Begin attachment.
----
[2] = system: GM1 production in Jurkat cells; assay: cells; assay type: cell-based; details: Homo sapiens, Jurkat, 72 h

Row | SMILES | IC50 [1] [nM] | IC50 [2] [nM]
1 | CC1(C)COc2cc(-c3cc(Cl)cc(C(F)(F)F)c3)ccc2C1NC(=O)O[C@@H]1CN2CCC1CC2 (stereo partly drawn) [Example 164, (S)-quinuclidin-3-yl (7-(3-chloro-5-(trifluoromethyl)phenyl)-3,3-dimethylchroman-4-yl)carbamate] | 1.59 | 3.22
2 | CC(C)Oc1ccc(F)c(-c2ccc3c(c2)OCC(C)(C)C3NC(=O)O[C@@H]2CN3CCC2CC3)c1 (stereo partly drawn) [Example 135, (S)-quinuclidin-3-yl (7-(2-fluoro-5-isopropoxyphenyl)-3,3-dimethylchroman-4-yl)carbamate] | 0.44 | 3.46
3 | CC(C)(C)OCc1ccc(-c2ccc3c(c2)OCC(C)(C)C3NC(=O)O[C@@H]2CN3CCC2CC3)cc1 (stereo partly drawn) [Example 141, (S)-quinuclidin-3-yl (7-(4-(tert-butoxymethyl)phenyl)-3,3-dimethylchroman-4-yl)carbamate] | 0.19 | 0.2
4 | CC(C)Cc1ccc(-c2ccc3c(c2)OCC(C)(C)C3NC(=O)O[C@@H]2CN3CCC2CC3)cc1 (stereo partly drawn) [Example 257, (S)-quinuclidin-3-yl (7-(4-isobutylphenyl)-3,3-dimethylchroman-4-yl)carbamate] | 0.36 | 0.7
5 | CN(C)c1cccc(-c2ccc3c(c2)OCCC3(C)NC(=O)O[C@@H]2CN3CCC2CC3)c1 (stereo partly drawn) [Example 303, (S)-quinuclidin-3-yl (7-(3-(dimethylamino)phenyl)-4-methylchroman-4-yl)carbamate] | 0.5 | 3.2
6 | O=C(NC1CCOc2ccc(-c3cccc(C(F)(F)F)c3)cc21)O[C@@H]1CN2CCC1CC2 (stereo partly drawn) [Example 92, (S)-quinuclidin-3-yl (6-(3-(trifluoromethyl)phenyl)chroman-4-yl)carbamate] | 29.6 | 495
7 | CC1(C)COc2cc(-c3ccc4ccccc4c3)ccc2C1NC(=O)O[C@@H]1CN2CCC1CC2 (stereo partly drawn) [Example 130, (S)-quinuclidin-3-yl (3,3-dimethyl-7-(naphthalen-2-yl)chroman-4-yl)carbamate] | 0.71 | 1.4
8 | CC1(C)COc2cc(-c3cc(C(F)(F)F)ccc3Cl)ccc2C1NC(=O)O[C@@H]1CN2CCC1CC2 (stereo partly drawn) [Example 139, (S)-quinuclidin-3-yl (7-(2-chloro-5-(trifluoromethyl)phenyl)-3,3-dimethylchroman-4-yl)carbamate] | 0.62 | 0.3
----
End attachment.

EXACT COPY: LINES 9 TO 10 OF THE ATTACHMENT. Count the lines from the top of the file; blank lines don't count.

7 | CC1(C)COc2cc(-c3ccc4ccccc4c3)ccc2C1NC(=O)O[C@@H]1CN2CCC1CC2 (stereo partly drawn) [Example 130, (S)-quinuclidin-3-yl (3,3-dimethyl-7-(naphthalen-2-yl)chroman-4-yl)carbamate] | 0.71 | 1.4
8 | CC1(C)COc2cc(-c3cc(C(F)(F)F)ccc3Cl)ccc2C1NC(=O)O[C@@H]1CN2CCC1CC2 (stereo partly drawn) [Example 139, (S)-quinuclidin-3-yl (7-(2-chloro-5-(trifluoromethyl)phenyl)-3,3-dimethylchroman-4-yl)carbamate] | 0.62 | 0.3